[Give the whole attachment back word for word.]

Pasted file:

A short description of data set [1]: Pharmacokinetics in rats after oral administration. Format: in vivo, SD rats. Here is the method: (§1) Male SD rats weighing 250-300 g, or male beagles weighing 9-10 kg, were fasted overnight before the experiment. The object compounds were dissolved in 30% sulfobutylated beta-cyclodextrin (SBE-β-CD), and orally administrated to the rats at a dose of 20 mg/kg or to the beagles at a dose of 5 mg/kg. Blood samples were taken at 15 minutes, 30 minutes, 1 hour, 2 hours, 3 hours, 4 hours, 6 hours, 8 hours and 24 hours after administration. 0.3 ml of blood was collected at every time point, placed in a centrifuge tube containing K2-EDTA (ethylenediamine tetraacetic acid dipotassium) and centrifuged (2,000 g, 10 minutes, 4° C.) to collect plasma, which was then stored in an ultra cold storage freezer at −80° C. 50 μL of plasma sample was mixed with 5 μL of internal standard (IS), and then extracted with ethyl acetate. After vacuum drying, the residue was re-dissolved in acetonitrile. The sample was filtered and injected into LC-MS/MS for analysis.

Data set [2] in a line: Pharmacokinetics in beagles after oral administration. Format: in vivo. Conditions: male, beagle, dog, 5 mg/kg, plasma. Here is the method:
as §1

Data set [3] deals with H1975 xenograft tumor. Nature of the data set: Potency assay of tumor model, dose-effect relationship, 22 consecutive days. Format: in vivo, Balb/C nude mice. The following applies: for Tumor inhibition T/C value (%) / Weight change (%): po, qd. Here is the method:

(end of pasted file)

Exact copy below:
A short description of data set [1]: Pharmacokinetics in rats after oral administration. Format: in vivo, SD rats. Here is the method: (§1) Male SD rats weighing 250-300 g, or male beagles weighing 9-10 kg, were fasted overnight before the experiment. The object compounds were dissolved in 30% sulfobutylated beta-cyclodextrin (SBE-β-CD), and orally administrated to the rats at a dose of 20 mg/kg or to the beagles at a dose of 5 mg/kg. Blood samples were taken at 15 minutes, 30 minutes, 1 hour, 2 hours, 3 hours, 4 hours, 6 hours, 8 hours and 24 hours after administration. 0.3 ml of blood was collected at every time point, placed in a centrifuge tube containing K2-EDTA (ethylenediamine tetraacetic acid dipotassium) and centrifuged (2,000 g, 10 minutes, 4° C.) to collect plasma, which was then stored in an ultra cold storage freezer at −80° C. 50 μL of plasma sample was mixed with 5 μL of internal standard (IS), and then extracted with ethyl acetate. After vacuum drying, the residue was re-dissolved in acetonitrile. The sample was filtered and injected into LC-MS/MS for analysis.

Data set [2] in a line: Pharmacokinetics in beagles after oral administration. Format: in vivo. Conditions: male, beagle, dog, 5 mg/kg, plasma. Here is the method:
as §1

Data set [3] deals with H1975 xenograft tumor. Nature of the data set: Potency assay of tumor model, dose-effect relationship, 22 consecutive days. Format: in vivo, Balb/C nude mice. The following applies: for Tumor inhibition T/C value (%) / Weight change (%): po, qd. Here is the method: